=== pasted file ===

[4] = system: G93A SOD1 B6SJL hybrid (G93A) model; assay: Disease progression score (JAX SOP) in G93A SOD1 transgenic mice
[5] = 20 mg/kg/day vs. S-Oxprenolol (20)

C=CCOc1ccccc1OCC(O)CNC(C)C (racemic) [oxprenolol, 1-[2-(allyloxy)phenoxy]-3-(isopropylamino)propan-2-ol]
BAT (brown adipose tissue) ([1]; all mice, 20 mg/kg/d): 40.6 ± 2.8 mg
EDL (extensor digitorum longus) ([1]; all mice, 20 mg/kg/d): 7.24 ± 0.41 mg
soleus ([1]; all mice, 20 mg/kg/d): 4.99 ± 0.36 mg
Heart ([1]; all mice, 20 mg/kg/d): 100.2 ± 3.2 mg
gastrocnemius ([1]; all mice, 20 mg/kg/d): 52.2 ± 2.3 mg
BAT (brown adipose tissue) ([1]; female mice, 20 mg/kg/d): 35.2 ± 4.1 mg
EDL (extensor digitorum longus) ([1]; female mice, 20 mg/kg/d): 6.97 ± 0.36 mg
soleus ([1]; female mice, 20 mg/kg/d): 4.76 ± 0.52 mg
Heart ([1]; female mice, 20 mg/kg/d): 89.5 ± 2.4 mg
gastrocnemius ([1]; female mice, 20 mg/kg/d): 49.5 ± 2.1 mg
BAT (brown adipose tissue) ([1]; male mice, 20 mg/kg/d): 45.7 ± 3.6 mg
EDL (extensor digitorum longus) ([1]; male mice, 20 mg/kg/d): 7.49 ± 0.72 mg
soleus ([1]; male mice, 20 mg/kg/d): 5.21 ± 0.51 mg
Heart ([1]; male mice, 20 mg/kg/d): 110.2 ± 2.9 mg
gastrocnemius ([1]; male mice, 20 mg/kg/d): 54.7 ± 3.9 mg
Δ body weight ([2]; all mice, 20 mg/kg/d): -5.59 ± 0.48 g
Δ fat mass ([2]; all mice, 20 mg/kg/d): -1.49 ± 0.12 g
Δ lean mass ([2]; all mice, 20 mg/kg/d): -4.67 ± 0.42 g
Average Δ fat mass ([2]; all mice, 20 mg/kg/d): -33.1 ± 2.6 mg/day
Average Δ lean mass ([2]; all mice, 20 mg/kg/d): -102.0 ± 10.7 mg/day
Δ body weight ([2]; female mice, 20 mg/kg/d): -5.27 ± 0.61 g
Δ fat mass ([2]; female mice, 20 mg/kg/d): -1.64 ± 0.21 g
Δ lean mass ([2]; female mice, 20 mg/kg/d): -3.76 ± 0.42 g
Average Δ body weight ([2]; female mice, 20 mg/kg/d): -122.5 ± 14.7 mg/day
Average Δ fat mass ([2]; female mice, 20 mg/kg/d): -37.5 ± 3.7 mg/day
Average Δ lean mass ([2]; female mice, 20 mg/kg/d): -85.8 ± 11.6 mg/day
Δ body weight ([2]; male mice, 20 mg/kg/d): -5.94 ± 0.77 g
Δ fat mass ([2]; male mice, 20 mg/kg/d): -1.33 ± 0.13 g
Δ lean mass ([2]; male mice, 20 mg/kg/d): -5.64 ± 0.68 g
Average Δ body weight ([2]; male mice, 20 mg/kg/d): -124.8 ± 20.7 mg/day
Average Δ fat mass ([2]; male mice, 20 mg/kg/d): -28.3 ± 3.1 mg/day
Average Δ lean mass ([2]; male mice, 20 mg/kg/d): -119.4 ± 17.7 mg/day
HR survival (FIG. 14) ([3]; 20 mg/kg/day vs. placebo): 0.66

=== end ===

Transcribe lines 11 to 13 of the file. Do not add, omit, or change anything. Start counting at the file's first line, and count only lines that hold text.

soleus ([1]; female mice, 20 mg/kg/d): 4.76 ± 0.52 mg
Heart ([1]; female mice, 20 mg/kg/d): 89.5 ± 2.4 mg
gastrocnemius ([1]; female mice, 20 mg/kg/d): 49.5 ± 2.1 mg